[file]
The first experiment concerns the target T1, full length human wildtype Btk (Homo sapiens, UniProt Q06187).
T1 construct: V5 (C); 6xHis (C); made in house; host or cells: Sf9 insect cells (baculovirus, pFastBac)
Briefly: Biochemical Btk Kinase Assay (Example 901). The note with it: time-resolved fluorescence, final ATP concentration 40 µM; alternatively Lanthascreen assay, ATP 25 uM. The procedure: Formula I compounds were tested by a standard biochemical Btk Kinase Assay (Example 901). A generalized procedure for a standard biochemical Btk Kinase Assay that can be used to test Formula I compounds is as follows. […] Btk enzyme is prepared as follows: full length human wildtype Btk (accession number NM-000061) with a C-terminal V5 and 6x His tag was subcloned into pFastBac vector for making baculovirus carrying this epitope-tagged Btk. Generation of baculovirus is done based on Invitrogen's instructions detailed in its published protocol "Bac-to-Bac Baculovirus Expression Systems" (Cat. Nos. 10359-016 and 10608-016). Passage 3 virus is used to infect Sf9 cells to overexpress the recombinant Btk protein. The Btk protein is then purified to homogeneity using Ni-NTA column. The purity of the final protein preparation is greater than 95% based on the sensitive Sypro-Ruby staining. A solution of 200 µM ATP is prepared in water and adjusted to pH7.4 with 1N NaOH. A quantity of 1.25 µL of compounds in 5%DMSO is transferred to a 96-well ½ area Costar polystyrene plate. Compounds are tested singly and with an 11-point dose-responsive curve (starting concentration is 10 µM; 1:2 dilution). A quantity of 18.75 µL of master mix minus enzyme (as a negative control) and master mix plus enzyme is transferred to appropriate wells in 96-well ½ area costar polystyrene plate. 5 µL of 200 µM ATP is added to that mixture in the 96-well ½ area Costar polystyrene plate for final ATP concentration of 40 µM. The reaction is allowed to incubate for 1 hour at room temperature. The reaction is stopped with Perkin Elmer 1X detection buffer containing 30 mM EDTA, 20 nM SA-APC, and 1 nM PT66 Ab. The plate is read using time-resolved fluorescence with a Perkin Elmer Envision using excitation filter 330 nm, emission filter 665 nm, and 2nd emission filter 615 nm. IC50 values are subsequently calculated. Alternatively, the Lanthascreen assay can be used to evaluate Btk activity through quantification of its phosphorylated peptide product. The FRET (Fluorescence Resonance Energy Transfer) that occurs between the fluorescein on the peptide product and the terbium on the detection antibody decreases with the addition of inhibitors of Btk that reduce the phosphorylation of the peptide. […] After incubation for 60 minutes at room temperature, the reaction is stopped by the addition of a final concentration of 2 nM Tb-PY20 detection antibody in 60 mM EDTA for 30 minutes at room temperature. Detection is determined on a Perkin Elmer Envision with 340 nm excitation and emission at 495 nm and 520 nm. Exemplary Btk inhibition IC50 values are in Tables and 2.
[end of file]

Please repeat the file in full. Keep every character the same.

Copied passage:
The first experiment concerns the target T1, full length human wildtype Btk (Homo sapiens, UniProt Q06187).
T1 construct: V5 (C); 6xHis (C); made in house; host or cells: Sf9 insect cells (baculovirus, pFastBac)
Briefly: Biochemical Btk Kinase Assay (Example 901). The note with it: time-resolved fluorescence, final ATP concentration 40 µM; alternatively Lanthascreen assay, ATP 25 uM. The procedure: Formula I compounds were tested by a standard biochemical Btk Kinase Assay (Example 901). A generalized procedure for a standard biochemical Btk Kinase Assay that can be used to test Formula I compounds is as follows. […] Btk enzyme is prepared as follows: full length human wildtype Btk (accession number NM-000061) with a C-terminal V5 and 6x His tag was subcloned into pFastBac vector for making baculovirus carrying this epitope-tagged Btk. Generation of baculovirus is done based on Invitrogen's instructions detailed in its published protocol "Bac-to-Bac Baculovirus Expression Systems" (Cat. Nos. 10359-016 and 10608-016). Passage 3 virus is used to infect Sf9 cells to overexpress the recombinant Btk protein. The Btk protein is then purified to homogeneity using Ni-NTA column. The purity of the final protein preparation is greater than 95% based on the sensitive Sypro-Ruby staining. A solution of 200 µM ATP is prepared in water and adjusted to pH7.4 with 1N NaOH. A quantity of 1.25 µL of compounds in 5%DMSO is transferred to a 96-well ½ area Costar polystyrene plate. Compounds are tested singly and with an 11-point dose-responsive curve (starting concentration is 10 µM; 1:2 dilution). A quantity of 18.75 µL of master mix minus enzyme (as a negative control) and master mix plus enzyme is transferred to appropriate wells in 96-well ½ area costar polystyrene plate. 5 µL of 200 µM ATP is added to that mixture in the 96-well ½ area Costar polystyrene plate for final ATP concentration of 40 µM. The reaction is allowed to incubate for 1 hour at room temperature. The reaction is stopped with Perkin Elmer 1X detection buffer containing 30 mM EDTA, 20 nM SA-APC, and 1 nM PT66 Ab. The plate is read using time-resolved fluorescence with a Perkin Elmer Envision using excitation filter 330 nm, emission filter 665 nm, and 2nd emission filter 615 nm. IC50 values are subsequently calculated. Alternatively, the Lanthascreen assay can be used to evaluate Btk activity through quantification of its phosphorylated peptide product. The FRET (Fluorescence Resonance Energy Transfer) that occurs between the fluorescein on the peptide product and the terbium on the detection antibody decreases with the addition of inhibitors of Btk that reduce the phosphorylation of the peptide. […] After incubation for 60 minutes at room temperature, the reaction is stopped by the addition of a final concentration of 2 nM Tb-PY20 detection antibody in 60 mM EDTA for 30 minutes at room temperature. Detection is determined on a Perkin Elmer Envision with 340 nm excitation and emission at 495 nm and 520 nm. Exemplary Btk inhibition IC50 values are in Tables and 2.